Thursday, April 17, 2008

The Pillars of the Earth

I recently finished reading The Pillars of the Earth. I went into reading this book with some preconceived notions of what to expect - which is a little unusual for me. However, the book completely sideswiped the majority of my expectations.

Why I had expectations and what they were:

1. My mom gave me the book and told me it was about the building of churches. To help you understand, my mother has always been very conservative throughout my life. We were really only allowed to read Christian novels, appropriate teen novels (ie. The Boxcar Children, Ella Enchanted, etc.), classics, and educational materials growing up. So I assumed that this book would fall within those categories - or at least be modest without a hint of the risque or gruesome. First assumption = wrong, so very wrong.

Okay - so that was really my only BIG assumption about this book. However, Ken Follett treated each character's life and person with no regard. The main characters die - suddenly without any foreshadowing. The main villain repeatedly rapes (in graphic detail) woman after woman. [I had to skip some very disturbing scenes...]

The protagonists do "bad" things that you wouldn't expect and each character has their own flaws which make them all too human.

And I expected a happy fairy tale book about building beautiful churches for God.

However, with all of the smashed preconceived notions about this book, I could hardly put the book down. He builds each character to perfection - you absolutely loathe the villain because of the detailed descriptions of the awful things he does. You have sympathy for his victims (one of which is one of the main characters), and you desperately want him dead throughout the entire book. Which happily ends up happening in a way that makes you almost (but not quite) pity the evil man because of what he turns into in his old age.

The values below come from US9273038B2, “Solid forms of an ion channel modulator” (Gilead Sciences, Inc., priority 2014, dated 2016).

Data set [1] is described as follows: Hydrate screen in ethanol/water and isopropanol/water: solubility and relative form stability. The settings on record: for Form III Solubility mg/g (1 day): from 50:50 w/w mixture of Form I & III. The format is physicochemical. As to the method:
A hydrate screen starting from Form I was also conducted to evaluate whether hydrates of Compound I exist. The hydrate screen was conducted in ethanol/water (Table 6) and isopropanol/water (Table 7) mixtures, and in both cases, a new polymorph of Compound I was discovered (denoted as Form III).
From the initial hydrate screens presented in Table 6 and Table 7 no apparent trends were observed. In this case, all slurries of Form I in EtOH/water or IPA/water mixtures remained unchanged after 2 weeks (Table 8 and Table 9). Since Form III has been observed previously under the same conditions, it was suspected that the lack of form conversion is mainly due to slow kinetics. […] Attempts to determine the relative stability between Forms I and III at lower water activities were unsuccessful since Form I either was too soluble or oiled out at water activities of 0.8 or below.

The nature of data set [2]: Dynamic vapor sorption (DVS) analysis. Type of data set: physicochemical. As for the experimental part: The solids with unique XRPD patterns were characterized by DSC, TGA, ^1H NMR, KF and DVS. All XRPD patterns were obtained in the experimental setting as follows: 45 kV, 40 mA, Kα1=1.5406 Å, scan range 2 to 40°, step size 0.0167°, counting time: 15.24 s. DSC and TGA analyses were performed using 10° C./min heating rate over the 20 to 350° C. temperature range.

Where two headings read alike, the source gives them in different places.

You follow the desperation of Tom Builder whose wife dies in the beginning of the book and who falls in love with a beautiful forest woman, Ellen, shortly thereafter. However, he's desperate for work and his family and Ellen and her son are near starvation when they seek shelter of the monastery of Prior Phillip (also a main character). To summarize, Ellen's son burns down the church so that Tom will have work by rebuilding it. Everyone thinks it was a lightning strike, so building begins and Tom and Ellen's children grow up.

Then after many struggles and successes of the main characters - Tom suddenly is killed. Just like that. However, his death does not stop the book from moving forward. It's as if there are 10 main characters in this book and 5 villains. The book could move forward endlessly and you would still have a main character to root for and a villain to hate. Villains emerge and dissipate just as the protagonists emerge and dissipate. It's an interesting way to write a book - a little disconcerting at times, but still very enjoyable.

I would recommend this book if you can stomach gruesome battles, heated love scenes, and descriptive rapes. I honestly couldn't, so I skipped several parts. However, there is something to be said about the descriptiveness because it makes your heart break for those who are hurt and hate those who commit the vile acts of treachery. So do I suggest that you read it? Maybe - and then maybe not. I think that you shouldn't do what I did and start the book unaware of the intense scenes, because it is a hard book to stop reading once you have begun.

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